After the dizzying chaos of the Liz Truss interregnum last autumn, our politics entered a period of relative calm. Squalls and squabbles (and the odd ministerial resignation) continued, but there was an overall sense that life in Westminster and Whitehall had settled down.
Well, the past few days have seen a return to the frenetic pace of last year. From Rishi Sunak securing a new Brexit deal to Boris Johnson swiftly trashing it, from the mass leak of Matt Hancock’s WhatsApps to the ambulance unions calling off their strike, it’s been all go in SW1.
Within hours of learning that former civil service ethics chief Sue Gray was being hired by Keir Starmer, with the huge Tory backlash that followed, the Privileges Committee unleashed an evidence dump of its own findings into Johnson’s alleged lies to Parliament over Partygate.
Although the Committee was quick to point out that it had taken its own evidence, which did not rely on Gray’s own report, that hasn’t stopped Conservative MPs from questioning both inquiries as indelibly tainted by her decision to become Starmer’s chief of staff.
There is certainly an unease among some in the civil service about Gray’s switch, and the risk to their cherished impartiality. While there’s no serious suggestion the former Whitehall chief was anything other than professional, she’ll be aware that it’s not just impropriety, but the perception of impropriety that is at the heart of our codes of conduct covering ministers and officials.
The failure to grasp that perception feels like an own goal on Labour’s part. The great irony is that if Cabinet Secretary Simon Case hadn’t had to recuse himself from the Partygate investigation, Gray would never have been drafted in at all. Her move to Labour – with an approved quarantine period – would have been intriguing but not so controversial.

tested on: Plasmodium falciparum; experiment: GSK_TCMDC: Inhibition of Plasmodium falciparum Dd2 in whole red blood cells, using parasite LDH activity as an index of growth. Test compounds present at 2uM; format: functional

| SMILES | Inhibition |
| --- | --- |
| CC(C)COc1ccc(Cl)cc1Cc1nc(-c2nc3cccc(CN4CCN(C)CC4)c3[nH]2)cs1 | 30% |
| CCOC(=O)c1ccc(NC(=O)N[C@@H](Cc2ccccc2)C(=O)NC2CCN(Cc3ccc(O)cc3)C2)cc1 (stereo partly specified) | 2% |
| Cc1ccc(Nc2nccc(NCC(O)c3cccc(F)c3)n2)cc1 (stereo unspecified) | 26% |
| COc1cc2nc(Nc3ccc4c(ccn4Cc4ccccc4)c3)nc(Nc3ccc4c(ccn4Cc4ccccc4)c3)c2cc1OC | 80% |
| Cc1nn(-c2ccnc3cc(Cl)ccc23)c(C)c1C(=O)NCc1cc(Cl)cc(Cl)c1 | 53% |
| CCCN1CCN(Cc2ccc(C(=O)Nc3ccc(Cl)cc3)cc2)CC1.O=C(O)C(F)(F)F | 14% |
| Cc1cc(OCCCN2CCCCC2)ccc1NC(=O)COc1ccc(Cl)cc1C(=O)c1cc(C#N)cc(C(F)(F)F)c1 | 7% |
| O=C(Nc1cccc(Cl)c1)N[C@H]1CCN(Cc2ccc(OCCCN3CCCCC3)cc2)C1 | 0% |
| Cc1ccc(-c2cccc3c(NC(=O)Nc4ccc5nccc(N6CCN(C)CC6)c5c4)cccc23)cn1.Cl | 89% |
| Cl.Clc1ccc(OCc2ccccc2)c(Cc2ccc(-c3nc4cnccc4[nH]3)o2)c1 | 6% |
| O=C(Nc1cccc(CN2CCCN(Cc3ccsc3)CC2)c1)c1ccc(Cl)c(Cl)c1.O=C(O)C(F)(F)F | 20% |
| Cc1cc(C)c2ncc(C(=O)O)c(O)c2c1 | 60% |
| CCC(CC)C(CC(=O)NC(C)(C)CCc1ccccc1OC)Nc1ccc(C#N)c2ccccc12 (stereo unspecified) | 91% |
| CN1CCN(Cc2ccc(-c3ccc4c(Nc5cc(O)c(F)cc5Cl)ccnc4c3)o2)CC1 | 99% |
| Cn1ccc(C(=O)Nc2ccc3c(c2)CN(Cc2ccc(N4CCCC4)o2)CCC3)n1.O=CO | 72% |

While Tory MPs may get their wish in seeing a long delay in Gray’s appointment, the Privileges Committee’s new findings are a stark reminder to the public that the PM of this country oversaw a culture in No 10 of lockdown rule-breaking. Dragging up those painful memories, with the added charge that Johnson lied about it all, can’t be good for the Tory party overall.
But away from Partygate, Johnson also presided over a period of worrying politicisation of a different kind. His reign saw a spike in the politicisation of the appointment to public bodies by people who had links to, and even made donations to, the Tory party.
The appointment of Richard Sharp as BBC chairman is perhaps the most high profile example. The new head of Ofcom is also a Tory peer, Lord Grade, and the head of the Charity Commission is a former Conservative Parliamentary candidate, Orlando Fraser.
There’s more. The chair of the Office for Students is Lord Wharton, Tory peer and former manager of Johnson’s leadership campaign. Some in the civil service were less worried about Matt Hancock snogging his adviser Gina Coladangelo than the fact that he appointed her as a non-executive director in the Department of Health.
To make matters worse, when an investigation was launched into Sharp’s appointment (sparked by his role in securing an £800,000 loan for Johnson), the man in charge of that investigation, William Shawcross, had to later step aside because of his personal links to the new BBC chairman.
Shawcross, who is the Public Appointments Commissioner, is supposed to be the watchdog who regulates this whole area. It’s pretty astounding that it took him a whole week to work out that he had to step aside because of possible conflicts of interest.
When Shawcross (whose daughter heads up Sunak’s policy unit) was appointed, he tried to reassure critics that he would “not be doing deals around the dinner table”.
There is a wider concern, however, at the way ministers have become much more involved in public appointments over recent years. In fact, David Cameron institutionalised greater political input when he reformed the system in 2016 on the recommendation of businessman Gerry Grimstone (who was, wait for it, made a Tory peer and minister, in 2020).